Yoga is not about being able to stand on your head nor is it about sitting around chanting OM. Although both of those activities can be part of a yoga practice they aren't the essence of what you need to do to practice yoga. Can't stand on your head? Can't touch your toes? Can't arch up into wheel like a kid? Can't put your leg behind your head? Can't even sit on the floor in a cross legged position? None of these "can'ts" should prevent someone from doing yoga. None of these positions are what yoga is all about. All it takes to start to gain the benefits of a regular yoga practice is the willingness to begin. That beginning can be as simple as sitting in a chair and stretching out your arms. By holding on to something stationary and beginning to squat or lunge to work the legs. With time and consistency, muscles will begin to get longer and stronger.

As the body becomes stronger and looser the benefits become obvious, less stiffness and soreness, greater mobility. With those gains alone, one gains confidence and an improved mental attitude. It becomes easier to do things and therefore you want to do more. As flexibility increases you can go deeper into poses than you ever thought possible. Specific poses can bring specific benefits to different parts of the body. Whether strengthening backs or legs, stimulating the endocrine system or digestive organs, one can begin to bring focus to those areas that need the most attention.

Relaxation sounds easy, does hard. Most people today don't know how to fully relax. Learning this important function takes practice. As a regular part of a yoga practice you learn to first focus the mind. To hold postures takes mental focus, along with the breath and the physical effort. Stress ages the body inside and out. By first beginning to focus the mind you can then begin to learn to let go of the stress and tension that is so harmful to overall health.

When starting a yoga practice most people must overcome two basic faults as they perform the asanas- they hold the breath and they tense the muscles. With continued guidance and practice you learn that by breathing properly holding the postures actually become easier. From there one learns to focus the mind on where you are holding tension and with practice, you learn to let the tension release and sink deeper into the pose. This helps to train the body to relax.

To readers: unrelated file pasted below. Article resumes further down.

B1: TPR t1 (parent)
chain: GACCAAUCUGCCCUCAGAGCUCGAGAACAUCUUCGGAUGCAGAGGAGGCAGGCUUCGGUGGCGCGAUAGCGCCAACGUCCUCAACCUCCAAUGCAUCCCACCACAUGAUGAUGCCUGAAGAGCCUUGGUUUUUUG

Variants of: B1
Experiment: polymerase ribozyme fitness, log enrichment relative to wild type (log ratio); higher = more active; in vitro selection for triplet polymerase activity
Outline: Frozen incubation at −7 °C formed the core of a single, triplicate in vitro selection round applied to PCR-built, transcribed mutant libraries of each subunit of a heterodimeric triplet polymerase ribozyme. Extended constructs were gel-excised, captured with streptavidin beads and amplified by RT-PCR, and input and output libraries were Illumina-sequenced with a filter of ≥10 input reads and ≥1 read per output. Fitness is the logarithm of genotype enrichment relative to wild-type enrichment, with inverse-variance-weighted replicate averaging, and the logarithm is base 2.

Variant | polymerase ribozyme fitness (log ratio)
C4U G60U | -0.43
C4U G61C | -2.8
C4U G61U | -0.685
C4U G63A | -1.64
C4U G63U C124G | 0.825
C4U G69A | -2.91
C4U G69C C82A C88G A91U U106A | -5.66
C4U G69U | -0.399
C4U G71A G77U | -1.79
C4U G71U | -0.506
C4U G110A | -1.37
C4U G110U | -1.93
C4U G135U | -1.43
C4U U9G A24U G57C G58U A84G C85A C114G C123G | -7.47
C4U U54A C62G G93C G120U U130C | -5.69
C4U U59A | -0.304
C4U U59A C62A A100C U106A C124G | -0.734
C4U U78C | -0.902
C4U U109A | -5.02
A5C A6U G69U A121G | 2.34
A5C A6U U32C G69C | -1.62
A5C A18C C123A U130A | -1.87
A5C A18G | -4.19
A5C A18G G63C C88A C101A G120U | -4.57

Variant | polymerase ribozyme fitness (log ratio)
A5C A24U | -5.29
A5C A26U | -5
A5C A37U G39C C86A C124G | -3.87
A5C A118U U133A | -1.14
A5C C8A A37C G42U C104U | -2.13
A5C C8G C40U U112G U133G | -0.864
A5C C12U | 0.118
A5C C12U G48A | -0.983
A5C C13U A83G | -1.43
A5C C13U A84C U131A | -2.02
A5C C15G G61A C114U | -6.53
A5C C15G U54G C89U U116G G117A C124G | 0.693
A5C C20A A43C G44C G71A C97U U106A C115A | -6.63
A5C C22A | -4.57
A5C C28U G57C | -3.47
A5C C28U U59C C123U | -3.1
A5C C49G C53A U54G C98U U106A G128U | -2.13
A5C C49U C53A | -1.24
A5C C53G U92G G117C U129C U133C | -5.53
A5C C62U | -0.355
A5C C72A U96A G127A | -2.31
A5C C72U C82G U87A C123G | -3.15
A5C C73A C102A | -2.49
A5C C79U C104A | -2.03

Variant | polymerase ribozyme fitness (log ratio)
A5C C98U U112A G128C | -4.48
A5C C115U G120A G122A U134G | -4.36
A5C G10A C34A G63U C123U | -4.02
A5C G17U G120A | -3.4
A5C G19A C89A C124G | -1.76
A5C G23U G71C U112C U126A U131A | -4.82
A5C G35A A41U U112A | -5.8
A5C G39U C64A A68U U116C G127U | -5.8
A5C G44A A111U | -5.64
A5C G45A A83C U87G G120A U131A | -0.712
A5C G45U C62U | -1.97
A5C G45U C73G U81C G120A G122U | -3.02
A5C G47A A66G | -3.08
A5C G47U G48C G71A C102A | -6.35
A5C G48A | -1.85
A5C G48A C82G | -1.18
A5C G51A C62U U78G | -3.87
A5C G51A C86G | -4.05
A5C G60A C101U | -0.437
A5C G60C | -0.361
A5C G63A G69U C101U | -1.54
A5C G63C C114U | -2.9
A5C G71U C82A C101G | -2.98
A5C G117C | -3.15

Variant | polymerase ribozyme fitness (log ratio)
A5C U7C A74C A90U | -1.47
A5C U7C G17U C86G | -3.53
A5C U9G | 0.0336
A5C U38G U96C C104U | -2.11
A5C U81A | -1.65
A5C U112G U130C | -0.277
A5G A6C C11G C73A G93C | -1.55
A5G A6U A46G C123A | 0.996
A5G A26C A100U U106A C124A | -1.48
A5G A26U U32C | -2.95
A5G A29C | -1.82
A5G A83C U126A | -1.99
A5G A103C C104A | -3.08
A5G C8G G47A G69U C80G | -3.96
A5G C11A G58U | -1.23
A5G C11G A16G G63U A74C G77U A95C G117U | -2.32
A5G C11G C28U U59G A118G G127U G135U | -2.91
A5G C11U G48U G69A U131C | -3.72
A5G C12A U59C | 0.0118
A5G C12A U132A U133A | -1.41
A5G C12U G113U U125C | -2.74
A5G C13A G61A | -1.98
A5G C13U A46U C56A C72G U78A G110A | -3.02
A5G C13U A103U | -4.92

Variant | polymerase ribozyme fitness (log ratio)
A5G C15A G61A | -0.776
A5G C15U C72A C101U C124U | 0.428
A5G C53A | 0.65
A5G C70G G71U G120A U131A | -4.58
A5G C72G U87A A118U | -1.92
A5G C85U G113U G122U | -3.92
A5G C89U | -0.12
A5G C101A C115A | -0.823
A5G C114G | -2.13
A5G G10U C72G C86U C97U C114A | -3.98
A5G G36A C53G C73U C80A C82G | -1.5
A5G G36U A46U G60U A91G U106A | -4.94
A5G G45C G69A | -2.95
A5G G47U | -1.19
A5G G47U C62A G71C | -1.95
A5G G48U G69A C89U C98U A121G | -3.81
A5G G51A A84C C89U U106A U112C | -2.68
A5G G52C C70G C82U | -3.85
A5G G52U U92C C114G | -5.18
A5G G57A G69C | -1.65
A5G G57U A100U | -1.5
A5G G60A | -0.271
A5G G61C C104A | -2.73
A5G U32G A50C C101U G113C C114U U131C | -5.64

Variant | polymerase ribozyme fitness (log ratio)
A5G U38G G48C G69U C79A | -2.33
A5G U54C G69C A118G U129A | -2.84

Meditation should be a part of every yoga practice. Even if it is only the last few minutes of a Hatha class, the relaxation that comes while in savasana begins to condition the body and the mind to release. Everyone can lie on the floor and close their eyes. Can't lie flat on your back? Lie on your side, roll a blanket under your legs, sit with your back against a wall. Everyone can find a comfortable position to just be still for a few minutes. Everyone can find a few minutes, no matter how hectic the day, to just be still. Meditation, like all parts of yoga, takes practice. Being still is hard at first but as you learn to focus your mind and then let go, the feeling of refreshment that comes is so rewarding that it becomes a natural part of your life.

What else can you do that brings so much reward? In reviewing some of the words that describe the benefits of a regular yoga practice: feel better, stronger, healthier, more flexible, more peaceful, happier, calmer, improved posture, better balance, nothing else can provide so much.

Yoga can be practiced anywhere, any time. It takes no special equipment, no special place. It takes no special level of physical fitness or ability. It only takes a commitment to one's self. It means doing something for yourself, to improve the quality of your life. Yoga is a journey of self-discovery. There is no competition. It is only about doing what is right for your own body at any given moment. Yoga helps bring balance back to the body and the mind. This balance brings with it an overall improvement in well-being, an overall improvement to the quality of your life.

That is what yoga is all about and that is why YOGA IS FOR EVERYONE!